Thursday, June 20, 2013

The Dali Museum

The Dali Museum, St. Petersburg, Florida
Join me this summer as I embark on a tour of museums around the world.  My first stop is the Dali Museum, located in St. Petersburg, Florida.  The Dali Museum was formed by avid collectors A. Reynolds and Eleanor R. Morse.  It houses more than two thousand works of art by Dali.  Paintings from all periods of his career, as well as works on paper and objects, are included in the museum's permanent collection which spans more than four decades.

Self-Portrait in the Studio, by Salvador Dali
 When I arrived at the museum, I was immediately impressed by the facility's unique architecture which showcases a 75 ft. tall free-form geodesic glass bubble, referred to as the "enigma."  On the waterfront, a garden in the shape of a maze invites us to explore the relationships between math, science and nature.

The facility's interior is equally impressive, featuring a helical staircase that reminds us of Dali's fascination with spirals.  The museum has three levels.  On the first floor, visitors can purchase a Dali inspired item, enjoy a snack in the cafe, attend a film at the theater or take an art workshop in the classroom.  The second floor has an extensive library and the galleries are located on the third floor.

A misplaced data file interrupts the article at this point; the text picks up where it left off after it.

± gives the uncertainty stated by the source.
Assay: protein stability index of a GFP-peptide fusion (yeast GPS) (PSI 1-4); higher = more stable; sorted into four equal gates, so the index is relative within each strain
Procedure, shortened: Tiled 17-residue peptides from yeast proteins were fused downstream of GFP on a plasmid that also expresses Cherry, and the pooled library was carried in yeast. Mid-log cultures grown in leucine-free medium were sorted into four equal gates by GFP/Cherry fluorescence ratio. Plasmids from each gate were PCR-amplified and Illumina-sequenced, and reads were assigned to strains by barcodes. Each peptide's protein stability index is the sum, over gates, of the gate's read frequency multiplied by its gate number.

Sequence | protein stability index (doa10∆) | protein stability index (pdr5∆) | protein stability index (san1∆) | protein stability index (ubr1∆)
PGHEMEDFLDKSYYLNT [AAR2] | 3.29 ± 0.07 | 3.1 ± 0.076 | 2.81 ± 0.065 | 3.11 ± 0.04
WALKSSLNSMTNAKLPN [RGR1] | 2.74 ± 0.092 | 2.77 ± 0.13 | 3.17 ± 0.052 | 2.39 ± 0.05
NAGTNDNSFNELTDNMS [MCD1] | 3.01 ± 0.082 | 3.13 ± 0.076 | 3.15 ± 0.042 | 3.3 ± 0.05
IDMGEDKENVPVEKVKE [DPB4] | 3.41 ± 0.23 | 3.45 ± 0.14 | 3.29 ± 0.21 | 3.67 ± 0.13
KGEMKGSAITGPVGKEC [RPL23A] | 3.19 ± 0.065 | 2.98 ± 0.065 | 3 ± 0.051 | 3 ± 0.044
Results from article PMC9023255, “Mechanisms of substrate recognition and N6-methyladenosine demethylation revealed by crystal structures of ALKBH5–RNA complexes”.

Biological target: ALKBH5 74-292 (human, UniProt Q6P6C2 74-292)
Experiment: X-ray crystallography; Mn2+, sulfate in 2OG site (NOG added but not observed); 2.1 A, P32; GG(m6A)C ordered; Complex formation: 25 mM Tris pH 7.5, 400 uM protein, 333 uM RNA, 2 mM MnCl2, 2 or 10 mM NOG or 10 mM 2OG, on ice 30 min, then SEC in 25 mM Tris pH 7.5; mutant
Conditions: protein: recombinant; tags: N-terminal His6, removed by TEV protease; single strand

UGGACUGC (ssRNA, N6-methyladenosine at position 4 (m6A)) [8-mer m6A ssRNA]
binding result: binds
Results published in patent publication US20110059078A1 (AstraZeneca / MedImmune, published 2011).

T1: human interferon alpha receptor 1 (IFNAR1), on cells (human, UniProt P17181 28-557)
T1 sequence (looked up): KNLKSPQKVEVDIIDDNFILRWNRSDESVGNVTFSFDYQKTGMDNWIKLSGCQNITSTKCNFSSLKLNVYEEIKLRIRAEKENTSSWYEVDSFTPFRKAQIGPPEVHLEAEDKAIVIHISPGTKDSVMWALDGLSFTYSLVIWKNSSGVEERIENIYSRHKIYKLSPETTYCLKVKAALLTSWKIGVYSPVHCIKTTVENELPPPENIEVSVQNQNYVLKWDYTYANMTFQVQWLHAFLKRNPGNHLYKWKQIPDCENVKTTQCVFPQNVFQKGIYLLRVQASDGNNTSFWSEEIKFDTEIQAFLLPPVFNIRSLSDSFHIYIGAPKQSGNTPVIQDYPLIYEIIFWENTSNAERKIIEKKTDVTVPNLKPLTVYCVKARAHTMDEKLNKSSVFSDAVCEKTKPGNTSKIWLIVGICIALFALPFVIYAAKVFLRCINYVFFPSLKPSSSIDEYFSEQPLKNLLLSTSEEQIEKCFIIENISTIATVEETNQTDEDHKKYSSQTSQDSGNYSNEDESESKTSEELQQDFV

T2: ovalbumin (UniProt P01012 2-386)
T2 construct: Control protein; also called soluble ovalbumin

Salvador Dali was a diverse, intelligent and prolific artist whose began his career as a teenager and continued into his seventies.  As I walked through the museum's galleries, it became evident to me that Salvador Dali experimented with several different styles and media throughout this lengthy career.  For example, some of Dali's earlier paintings were reminiscent of Picasso, while his later paintings were rendered in a more classical style.
The Ecumenical Council, by Salvador Dali

While I enjoyed the artwork in all the galleries, my favorite pieces were the monumentally sized paintings displayed along the outer walls which Dali labored in the last decades of his career.  One such piece, The Ecumenical Council, depicts both the earthly and heavenly realms.  The artist at his easel is pictured in the painting's lower left corner, part of the earthly realm.  The pope, as God's messenger, is pictured in the upper right corner as well as in the center.

To learn more about the Dali Museum, visit the museum's website at

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